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Renewable Energy an Affordable Option for Nunavut

A new report finds that renewable energy can be financially feasible for some Nunavut communities – leading to large reductions in carbon dioxide emissions and in operating and maintenance costs.

Written by Hannah Hoag Published on Read time Approx. 4 minutes
Wind turbines, like these in Toksook Bay, Alaska, are being installed in Arctic communities to reduce the use of diesel fuel for generating electricity. Transporting large quantities of fuel can be costly and environmentally risky.U.S. Department of Energy

TORONTO – For many years, the residents of Huatacondo, Chile, relied on a single diesel generator for their electricity. But even with the generator, the community only had access to electricity for 10 hours a day.

That changed when a local mining company invested in renewable energy for Huatacondo. The community now runs on a microgrid that includes a 150kW diesel generator, 22kW tracking solar PV system (to supply solar power), 3kW wind turbine and a 170kWh battery. Together they provide Huatacondo’s residents with access to electricity at any time of the day and their consumption of diesel fuel has fallen by 50 percent.

“Young families are now returning to the community because they see business opportunities,” said Claudio Cañizares, a professor of electrical engineering at the University of Waterloo and the associate director of the Waterloo Institute for Sustainable Energy (WISE).

Remote Arctic communities may seem far removed from Chile’s mountains, but they face many of the same challenges, said Cañizares. And they could harvest similar benefits.

According to a new report, some Nunavut communities could cut their fossil-fuel use by as much as 50 percent by switching to a mix of renewables, without raising their costs.

Currently all 25 Nunavut communities rely on diesel-powered generators. Many of these generators are old and are due for replacement.

The report, which was released by the World Wildlife Fund (WWF-Canada), identified five Nunavut communities where diesel consumption could be cut by at least one-third by incorporating a mix of solar and wind energy for the same price as operating and maintaining the old generator.

“Given the current cost of renewables, this is the right time to look at the alternatives and replacing diesel,” said Cañizares, one of the authors of the report.


Iqaluit, the capital of Nunavut, could cut its carbon dioxide emissions from electricity generation by more than 42 percent if it blended wind and solar into its energy mix.

The community of Sanikiluaq, on the Belcher Islands in Hudson Bay, had the highest potential reduction in carbon dioxide emissions (53.2 percent) and the largest potential savings on operation and maintenance costs (44.9 percent). The community could generate more than 52 percent of its energy from renewables, according to the report.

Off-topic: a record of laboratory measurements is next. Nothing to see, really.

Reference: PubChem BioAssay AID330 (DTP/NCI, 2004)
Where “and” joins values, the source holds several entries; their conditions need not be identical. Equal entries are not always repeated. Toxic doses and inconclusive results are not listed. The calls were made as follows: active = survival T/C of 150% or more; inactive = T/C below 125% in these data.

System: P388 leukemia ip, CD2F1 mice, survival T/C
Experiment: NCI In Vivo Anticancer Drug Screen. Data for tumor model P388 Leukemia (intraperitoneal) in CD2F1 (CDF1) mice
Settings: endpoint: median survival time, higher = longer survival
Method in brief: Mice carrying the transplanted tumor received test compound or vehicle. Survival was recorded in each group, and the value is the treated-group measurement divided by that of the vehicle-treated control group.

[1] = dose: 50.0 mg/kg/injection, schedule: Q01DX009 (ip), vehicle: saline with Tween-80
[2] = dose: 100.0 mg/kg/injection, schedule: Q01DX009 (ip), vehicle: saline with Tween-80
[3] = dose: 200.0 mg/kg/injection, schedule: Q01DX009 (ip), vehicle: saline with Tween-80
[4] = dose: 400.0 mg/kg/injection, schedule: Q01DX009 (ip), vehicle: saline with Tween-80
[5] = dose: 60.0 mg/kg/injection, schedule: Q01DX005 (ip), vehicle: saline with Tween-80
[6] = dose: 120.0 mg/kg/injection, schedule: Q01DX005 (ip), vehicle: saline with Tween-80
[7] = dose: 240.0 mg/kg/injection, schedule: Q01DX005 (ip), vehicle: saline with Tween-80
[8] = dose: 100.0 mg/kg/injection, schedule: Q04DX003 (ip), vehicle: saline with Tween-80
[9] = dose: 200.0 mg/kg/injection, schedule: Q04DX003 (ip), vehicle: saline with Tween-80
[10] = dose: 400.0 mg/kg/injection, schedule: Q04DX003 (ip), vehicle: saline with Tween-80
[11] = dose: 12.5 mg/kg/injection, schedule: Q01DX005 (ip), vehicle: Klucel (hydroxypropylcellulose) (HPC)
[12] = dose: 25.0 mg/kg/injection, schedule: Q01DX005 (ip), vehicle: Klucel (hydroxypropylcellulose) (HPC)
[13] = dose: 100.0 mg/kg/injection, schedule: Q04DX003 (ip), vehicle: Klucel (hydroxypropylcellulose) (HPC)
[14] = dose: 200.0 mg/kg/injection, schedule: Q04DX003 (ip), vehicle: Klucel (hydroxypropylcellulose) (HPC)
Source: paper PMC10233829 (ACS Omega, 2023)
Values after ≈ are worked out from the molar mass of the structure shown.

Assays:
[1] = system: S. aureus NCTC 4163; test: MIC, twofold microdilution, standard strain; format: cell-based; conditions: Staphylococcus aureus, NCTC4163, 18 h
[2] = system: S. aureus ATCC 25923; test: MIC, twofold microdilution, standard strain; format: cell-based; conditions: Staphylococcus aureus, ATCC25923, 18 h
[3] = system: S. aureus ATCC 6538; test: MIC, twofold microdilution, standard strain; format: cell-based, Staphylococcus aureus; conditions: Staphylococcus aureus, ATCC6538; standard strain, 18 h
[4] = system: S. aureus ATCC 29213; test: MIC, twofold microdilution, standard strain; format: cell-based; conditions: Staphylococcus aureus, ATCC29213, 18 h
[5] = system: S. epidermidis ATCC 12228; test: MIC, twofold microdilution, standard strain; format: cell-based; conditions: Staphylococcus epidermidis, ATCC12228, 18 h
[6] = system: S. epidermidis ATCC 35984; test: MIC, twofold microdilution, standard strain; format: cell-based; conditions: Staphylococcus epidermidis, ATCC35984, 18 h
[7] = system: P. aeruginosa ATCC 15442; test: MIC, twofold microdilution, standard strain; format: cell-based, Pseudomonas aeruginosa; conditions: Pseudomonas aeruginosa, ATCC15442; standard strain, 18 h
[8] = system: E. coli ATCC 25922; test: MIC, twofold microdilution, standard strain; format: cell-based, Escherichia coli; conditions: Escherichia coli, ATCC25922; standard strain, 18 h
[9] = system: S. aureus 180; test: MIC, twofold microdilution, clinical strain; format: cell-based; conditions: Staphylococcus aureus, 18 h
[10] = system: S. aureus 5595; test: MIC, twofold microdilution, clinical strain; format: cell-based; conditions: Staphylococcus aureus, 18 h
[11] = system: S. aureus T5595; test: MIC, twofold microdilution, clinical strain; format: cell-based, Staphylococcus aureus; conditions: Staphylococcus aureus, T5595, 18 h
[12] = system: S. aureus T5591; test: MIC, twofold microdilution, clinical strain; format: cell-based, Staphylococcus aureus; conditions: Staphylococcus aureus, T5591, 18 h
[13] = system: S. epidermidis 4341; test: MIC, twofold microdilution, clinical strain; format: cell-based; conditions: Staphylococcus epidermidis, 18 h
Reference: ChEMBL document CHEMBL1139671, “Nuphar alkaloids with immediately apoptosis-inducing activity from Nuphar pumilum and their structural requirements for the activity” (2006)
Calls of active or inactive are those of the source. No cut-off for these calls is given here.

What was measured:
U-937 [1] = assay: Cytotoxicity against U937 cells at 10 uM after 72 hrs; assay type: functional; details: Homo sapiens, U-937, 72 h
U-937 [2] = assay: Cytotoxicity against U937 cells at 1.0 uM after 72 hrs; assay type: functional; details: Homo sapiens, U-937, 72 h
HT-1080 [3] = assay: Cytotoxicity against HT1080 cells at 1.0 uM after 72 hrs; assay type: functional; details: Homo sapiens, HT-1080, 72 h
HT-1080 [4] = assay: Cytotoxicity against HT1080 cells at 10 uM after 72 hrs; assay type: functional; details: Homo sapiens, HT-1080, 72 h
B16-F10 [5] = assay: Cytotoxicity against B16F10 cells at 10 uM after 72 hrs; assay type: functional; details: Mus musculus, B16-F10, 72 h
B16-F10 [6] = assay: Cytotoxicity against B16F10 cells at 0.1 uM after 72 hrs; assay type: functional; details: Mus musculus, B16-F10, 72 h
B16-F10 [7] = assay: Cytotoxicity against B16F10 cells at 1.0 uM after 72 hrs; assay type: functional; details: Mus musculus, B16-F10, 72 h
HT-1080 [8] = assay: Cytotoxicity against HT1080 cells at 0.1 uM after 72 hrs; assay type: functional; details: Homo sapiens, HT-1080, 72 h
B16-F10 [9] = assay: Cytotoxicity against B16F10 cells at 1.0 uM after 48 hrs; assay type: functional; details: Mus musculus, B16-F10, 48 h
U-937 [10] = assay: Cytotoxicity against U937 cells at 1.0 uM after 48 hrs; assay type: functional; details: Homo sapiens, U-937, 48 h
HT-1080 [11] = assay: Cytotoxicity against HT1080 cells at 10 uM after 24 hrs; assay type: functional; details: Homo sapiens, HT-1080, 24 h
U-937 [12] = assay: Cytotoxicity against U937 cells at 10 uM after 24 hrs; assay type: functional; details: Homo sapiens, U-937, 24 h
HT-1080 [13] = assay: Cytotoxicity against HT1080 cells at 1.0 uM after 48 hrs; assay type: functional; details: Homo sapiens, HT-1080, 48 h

Rankin Inlet, Arviat and Baker Lake were the other three communities identified as having a strong business case for renewable energy deployment.

“This study shows that renewable energy uptake in northern communities is a good investment, that it will pay off with cost savings from reduced diesel energy operations and maintenance costs,” said Paul Crowley, the vice-president of Arctic conservation at WWF-Canada.

Dependence on diesel fuel has high environmental and financial costs, said Cañizares. In addition to greenhouse gas emissions and the local air pollution that comes with using diesel fuel to generate electricity, there is a risk of fuel spills and leaks that can contaminate soil and water.

When a fuel line at a Canadian Forces Station in Alert, Nunavut, ruptured in 2006, 22,000 liters (5,800 gallons) of diesel spilled onto the ground. It took six years to remove the effects of the spill using soil microorganisms to break down the diesel fuel.

The cost of the fuel and getting it to a community can hinder a community’s development, said Cañizares.

The off-grid community of Kasabonika First Nation in northern Ontario needed to build more homes to ease overcrowding, but it was already operating at full capacity. Even if new homes were built, they couldn’t be connected, said Cañizares. “The development for the community was stifled because they couldn’t develop the grid fast enough,” he said.

“This is not only about climate change and reducing carbon dioxide, but it impacts the very survival of our communities,” Okalik Eegeesiak, chair of the Inuit Circumpolar Council, said at the Arctic Circle meeting in Reykjavik in October 2015. Eegeesiak said that the high costs of energy in some communities have created “energy migrants.”

Nunavut communities are in need of an estimated 3,000 housing units to address the housing shortage in the North. In April, members of the Senate Committee on Aboriginal Peoples surveyed housing in Nunavut, Nunavik and Labrador. The committee is now preparing a report on the housing crisis.

WWF-Canada and WISE will do an in-depth feasibility study on the five communities, in the hope of seeing large-scale renewable energy projects in at least three northern communities by 2020.

Investments in renewable energy in northern Canada and Alaska have shown that renewable energy technologies can work in cold environments. “I don’t believe technical challenges are the main obstacle to introducing fully renewable options into communities,” said Cañizares.

The recent federal budget has pegged $10.7 million over two years to develop renewable energy projects in indigenous and northern communities that currently rely on diesel fuel.

“Renewables are compatible economically and technically, and the government is willing to look at this issue more seriously,” said Cañizares. “The combination could be the tipping point … I’m hopeful.”

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